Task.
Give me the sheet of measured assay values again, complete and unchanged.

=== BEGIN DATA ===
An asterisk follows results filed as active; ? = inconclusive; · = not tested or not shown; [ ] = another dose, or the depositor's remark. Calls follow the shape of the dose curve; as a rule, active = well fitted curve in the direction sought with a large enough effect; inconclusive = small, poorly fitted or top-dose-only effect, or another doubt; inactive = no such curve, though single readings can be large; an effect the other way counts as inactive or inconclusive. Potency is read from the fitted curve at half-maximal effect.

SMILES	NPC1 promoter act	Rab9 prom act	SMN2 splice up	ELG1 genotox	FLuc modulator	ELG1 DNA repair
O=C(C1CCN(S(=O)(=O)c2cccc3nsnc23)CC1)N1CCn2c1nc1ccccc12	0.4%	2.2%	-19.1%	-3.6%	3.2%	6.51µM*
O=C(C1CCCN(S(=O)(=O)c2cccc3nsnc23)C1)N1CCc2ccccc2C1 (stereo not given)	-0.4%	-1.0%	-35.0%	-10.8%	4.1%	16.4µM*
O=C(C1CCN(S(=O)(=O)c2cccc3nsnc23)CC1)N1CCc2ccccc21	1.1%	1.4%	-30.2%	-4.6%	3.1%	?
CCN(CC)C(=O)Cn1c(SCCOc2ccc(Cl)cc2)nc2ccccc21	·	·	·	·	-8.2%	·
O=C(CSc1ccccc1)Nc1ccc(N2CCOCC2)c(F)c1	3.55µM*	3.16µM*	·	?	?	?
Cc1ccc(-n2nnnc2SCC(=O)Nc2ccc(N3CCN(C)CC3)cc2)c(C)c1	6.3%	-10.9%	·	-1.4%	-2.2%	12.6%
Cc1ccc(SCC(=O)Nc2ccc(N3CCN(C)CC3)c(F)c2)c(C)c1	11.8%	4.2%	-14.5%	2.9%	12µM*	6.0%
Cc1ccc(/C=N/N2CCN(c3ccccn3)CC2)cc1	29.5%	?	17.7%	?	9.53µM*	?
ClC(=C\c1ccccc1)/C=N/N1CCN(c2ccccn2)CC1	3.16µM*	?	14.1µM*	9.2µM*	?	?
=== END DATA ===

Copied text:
An asterisk follows results filed as active; ? = inconclusive; · = not tested or not shown; [ ] = another dose, or the depositor's remark. Calls follow the shape of the dose curve; as a rule, active = well fitted curve in the direction sought with a large enough effect; inconclusive = small, poorly fitted or top-dose-only effect, or another doubt; inactive = no such curve, though single readings can be large; an effect the other way counts as inactive or inconclusive. Potency is read from the fitted curve at half-maximal effect.

SMILES	NPC1 promoter act	Rab9 prom act	SMN2 splice up	ELG1 genotox	FLuc modulator	ELG1 DNA repair
O=C(C1CCN(S(=O)(=O)c2cccc3nsnc23)CC1)N1CCn2c1nc1ccccc12	0.4%	2.2%	-19.1%	-3.6%	3.2%	6.51µM*
O=C(C1CCCN(S(=O)(=O)c2cccc3nsnc23)C1)N1CCc2ccccc2C1 (stereo not given)	-0.4%	-1.0%	-35.0%	-10.8%	4.1%	16.4µM*
O=C(C1CCN(S(=O)(=O)c2cccc3nsnc23)CC1)N1CCc2ccccc21	1.1%	1.4%	-30.2%	-4.6%	3.1%	?
CCN(CC)C(=O)Cn1c(SCCOc2ccc(Cl)cc2)nc2ccccc21	·	·	·	·	-8.2%	·
O=C(CSc1ccccc1)Nc1ccc(N2CCOCC2)c(F)c1	3.55µM*	3.16µM*	·	?	?	?
Cc1ccc(-n2nnnc2SCC(=O)Nc2ccc(N3CCN(C)CC3)cc2)c(C)c1	6.3%	-10.9%	·	-1.4%	-2.2%	12.6%
Cc1ccc(SCC(=O)Nc2ccc(N3CCN(C)CC3)c(F)c2)c(C)c1	11.8%	4.2%	-14.5%	2.9%	12µM*	6.0%
Cc1ccc(/C=N/N2CCN(c3ccccn3)CC2)cc1	29.5%	?	17.7%	?	9.53µM*	?
ClC(=C\c1ccccc1)/C=N/N1CCN(c2ccccn2)CC1	3.16µM*	?	14.1µM*	9.2µM*	?	?